Few students lose their shot, and their slot, at their dream university once they get in, but it happened at one of the world’s most elite institutions and for a reason that has, until recently, hardly registered in the university admissions process: social media.
Harvard University’s decision to rescind offers to 10 incoming first years because of offensive Facebook posts comes at a time of heightened attention to free speech and student conduct on US university campuses, and has stirred debate far beyond the halls of the Ivy League school.
Other schools say it’s an eye-opener for those involved in the admissions process.
“We’re going to continue to watch how this unfolds and, with other higher ed institutions, learn from it,” said Janet Bonkowski, spokeswoman for the University of Wisconsin.
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Harvard rescinded the offers after discovering the students had traded offensive images and messages on a private Facebook group, student newspaper The Harvard Crimson reported. The posts were often sexually explicit and mocked Mexicans, the Holocaust, sexual assault and child abuse.
The university declined to comment, but the school does tell accepted students their offers can be withdrawn if their behaviour “brings into question their honesty, maturity or moral character.”
Its decision may have been rare, but the situation it addressed was not: young applicants crossing lines in their social media posts.
Mike Reilly, a former college admissions officer in the US state of Washington and now an executive with the American Association of Collegiate Registrars and Admissions Officers, said Harvard’s move can be seen as incongruent with free speech.
But Nancy Beane, a high school counsellor in Atlanta, Georgia, and president of the National Association for College Admission Counselling, said zero tolerance for racist comments should be the standard for all institutions of higher education.
“We’re all humans. We’re all going to make mistakes and make poor choices in our lives, but there are consequences,” Beane said. “I’m not sure why we’ve decided people can say whatever they want, do whatever they want, and there are no consequences for it.”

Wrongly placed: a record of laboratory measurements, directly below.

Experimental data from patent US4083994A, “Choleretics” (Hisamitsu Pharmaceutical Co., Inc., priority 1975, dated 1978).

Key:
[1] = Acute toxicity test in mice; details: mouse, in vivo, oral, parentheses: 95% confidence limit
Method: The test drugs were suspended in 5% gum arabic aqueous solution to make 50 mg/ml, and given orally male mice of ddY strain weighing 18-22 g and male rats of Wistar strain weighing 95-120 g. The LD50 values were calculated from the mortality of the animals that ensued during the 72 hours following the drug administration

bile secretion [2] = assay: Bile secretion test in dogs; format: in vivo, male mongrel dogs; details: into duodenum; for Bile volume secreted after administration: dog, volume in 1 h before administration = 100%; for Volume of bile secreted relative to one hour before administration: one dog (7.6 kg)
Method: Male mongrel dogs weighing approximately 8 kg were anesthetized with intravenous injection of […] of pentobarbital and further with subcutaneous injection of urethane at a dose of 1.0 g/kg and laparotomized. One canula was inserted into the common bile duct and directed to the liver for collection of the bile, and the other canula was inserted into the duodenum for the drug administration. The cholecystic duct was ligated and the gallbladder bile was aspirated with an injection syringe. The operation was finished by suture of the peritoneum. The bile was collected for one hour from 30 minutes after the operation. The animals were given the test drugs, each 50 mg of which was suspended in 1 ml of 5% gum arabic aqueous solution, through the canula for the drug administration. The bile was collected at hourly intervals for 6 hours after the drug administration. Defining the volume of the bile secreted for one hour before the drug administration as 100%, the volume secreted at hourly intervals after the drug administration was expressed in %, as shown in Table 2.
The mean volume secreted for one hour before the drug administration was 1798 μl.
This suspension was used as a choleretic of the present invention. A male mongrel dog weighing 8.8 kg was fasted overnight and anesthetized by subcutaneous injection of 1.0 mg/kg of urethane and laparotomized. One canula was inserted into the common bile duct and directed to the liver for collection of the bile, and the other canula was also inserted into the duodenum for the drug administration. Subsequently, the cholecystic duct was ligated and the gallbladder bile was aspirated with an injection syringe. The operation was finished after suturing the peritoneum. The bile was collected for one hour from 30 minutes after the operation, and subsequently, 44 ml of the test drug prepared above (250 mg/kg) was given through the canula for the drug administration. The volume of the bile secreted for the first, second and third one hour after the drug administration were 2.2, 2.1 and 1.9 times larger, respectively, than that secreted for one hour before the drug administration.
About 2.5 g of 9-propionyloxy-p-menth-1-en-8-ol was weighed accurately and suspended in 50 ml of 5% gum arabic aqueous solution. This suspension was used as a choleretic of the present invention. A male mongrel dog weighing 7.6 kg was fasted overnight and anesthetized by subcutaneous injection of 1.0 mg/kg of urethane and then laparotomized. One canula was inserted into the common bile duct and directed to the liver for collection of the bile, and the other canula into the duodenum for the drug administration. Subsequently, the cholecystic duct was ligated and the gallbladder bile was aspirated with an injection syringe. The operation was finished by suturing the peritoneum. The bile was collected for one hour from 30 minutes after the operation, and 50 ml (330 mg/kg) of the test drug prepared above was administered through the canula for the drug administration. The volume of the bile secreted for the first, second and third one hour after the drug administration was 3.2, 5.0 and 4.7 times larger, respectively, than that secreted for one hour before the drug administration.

In 2015, the national counsellors association surveyed its members at more than 1,700 colleges and found less than a third reported rescinding an admissions offer each year. Nearly 70 per cent of those colleges said it was because of a dishonest application, while 20 per cent said it was over a disciplinary issue. Social media behavior wasn’t considered a reason to drop a student.
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David Cruz, 22, who is studying hospitality management at the University of Nevada in Las Vegas, said Harvard did the right thing. He pointed to universities across the country that have been criticised for not doing enough when it comes to troublesome student conduct, from reported sex assaults to racist incidents.
“Their students acted on their own, but that also represents the school,” Cruz said. “Whatever you post, everyone can see it, whether you’re trying to hide it or not.”
Some admissions officers can and do use Facebook, Twitter and other social media sites when assessing applicants, though they generally don’t patrol the internet for damaging information. Instead, they consider online posts when something specific is brought to their attention. Still, social media content being used to oust a student is uncommon.
In general, dropping an admitted student is a last-resort move, reserved for the worst cases. Even then, the institute usually will attempt to keep the student by confronting them, with the hope that an explanation and a slap on the wrist will resolve the issue.